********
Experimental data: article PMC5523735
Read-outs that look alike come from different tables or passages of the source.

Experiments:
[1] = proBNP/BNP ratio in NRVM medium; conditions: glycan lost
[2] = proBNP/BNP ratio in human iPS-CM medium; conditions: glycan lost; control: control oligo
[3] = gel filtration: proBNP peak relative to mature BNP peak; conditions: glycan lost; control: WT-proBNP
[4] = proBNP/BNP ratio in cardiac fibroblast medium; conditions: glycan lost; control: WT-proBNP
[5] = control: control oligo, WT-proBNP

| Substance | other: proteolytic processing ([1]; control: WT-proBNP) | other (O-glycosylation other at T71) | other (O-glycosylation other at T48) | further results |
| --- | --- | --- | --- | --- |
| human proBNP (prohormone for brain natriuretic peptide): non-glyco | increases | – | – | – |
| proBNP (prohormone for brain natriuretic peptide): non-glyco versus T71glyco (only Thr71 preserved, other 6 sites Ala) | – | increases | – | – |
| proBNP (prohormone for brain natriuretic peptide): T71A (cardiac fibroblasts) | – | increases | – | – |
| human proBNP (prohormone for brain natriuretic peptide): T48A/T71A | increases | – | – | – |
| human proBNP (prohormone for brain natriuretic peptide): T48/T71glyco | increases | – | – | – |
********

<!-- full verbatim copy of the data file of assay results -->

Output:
Experimental data: article PMC5523735
Read-outs that look alike come from different tables or passages of the source.

Experiments:
[1] = proBNP/BNP ratio in NRVM medium; conditions: glycan lost
[2] = proBNP/BNP ratio in human iPS-CM medium; conditions: glycan lost; control: control oligo
[3] = gel filtration: proBNP peak relative to mature BNP peak; conditions: glycan lost; control: WT-proBNP
[4] = proBNP/BNP ratio in cardiac fibroblast medium; conditions: glycan lost; control: WT-proBNP
[5] = control: control oligo, WT-proBNP

| Substance | other: proteolytic processing ([1]; control: WT-proBNP) | other (O-glycosylation other at T71) | other (O-glycosylation other at T48) | further results |
| --- | --- | --- | --- | --- |
| human proBNP (prohormone for brain natriuretic peptide): non-glyco | increases | – | – | – |
| proBNP (prohormone for brain natriuretic peptide): non-glyco versus T71glyco (only Thr71 preserved, other 6 sites Ala) | – | increases | – | – |
| proBNP (prohormone for brain natriuretic peptide): T71A (cardiac fibroblasts) | – | increases | – | – |
| human proBNP (prohormone for brain natriuretic peptide): T48A/T71A | increases | – | – | – |
| human proBNP (prohormone for brain natriuretic peptide): T48/T71glyco | increases | – | – | – |